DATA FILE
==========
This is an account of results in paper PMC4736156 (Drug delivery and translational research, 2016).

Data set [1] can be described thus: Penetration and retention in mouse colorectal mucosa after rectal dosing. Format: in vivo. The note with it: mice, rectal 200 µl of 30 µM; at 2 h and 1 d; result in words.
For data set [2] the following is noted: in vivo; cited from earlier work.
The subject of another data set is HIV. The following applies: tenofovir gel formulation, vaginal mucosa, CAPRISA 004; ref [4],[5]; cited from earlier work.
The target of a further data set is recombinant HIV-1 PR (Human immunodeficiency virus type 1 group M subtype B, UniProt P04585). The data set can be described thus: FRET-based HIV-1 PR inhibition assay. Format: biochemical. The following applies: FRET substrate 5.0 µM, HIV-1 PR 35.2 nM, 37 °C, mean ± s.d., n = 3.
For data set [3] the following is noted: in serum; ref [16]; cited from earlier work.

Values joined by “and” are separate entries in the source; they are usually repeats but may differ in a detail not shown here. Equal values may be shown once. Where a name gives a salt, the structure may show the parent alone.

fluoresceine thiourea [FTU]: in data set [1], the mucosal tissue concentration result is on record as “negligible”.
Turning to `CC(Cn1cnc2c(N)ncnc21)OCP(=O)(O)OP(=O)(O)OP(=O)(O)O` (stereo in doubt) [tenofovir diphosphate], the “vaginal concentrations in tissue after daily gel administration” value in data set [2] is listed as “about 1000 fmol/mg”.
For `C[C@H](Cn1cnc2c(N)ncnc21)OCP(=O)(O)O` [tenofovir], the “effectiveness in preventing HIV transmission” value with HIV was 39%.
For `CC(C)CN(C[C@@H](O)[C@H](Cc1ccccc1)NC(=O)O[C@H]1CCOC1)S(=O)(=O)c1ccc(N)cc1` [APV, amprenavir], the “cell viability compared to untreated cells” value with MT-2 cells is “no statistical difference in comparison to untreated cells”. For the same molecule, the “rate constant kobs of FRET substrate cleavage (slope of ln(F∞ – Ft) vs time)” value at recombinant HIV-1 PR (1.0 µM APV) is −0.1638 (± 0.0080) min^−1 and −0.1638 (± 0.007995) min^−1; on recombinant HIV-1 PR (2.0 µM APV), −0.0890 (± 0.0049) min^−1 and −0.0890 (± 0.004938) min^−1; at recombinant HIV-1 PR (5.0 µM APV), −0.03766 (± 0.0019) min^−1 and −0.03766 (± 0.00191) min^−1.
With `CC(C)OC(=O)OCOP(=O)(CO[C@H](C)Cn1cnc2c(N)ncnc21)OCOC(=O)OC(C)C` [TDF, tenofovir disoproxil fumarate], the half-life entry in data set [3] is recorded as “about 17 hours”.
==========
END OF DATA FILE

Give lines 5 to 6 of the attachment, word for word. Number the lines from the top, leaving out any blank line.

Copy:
The target of a further data set is recombinant HIV-1 PR (Human immunodeficiency virus type 1 group M subtype B, UniProt P04585). The data set can be described thus: FRET-based HIV-1 PR inhibition assay. Format: biochemical. The following applies: FRET substrate 5.0 µM, HIV-1 PR 35.2 nM, 37 °C, mean ± s.d., n = 3.
For data set [3] the following is noted: in serum; ref [16]; cited from earlier work.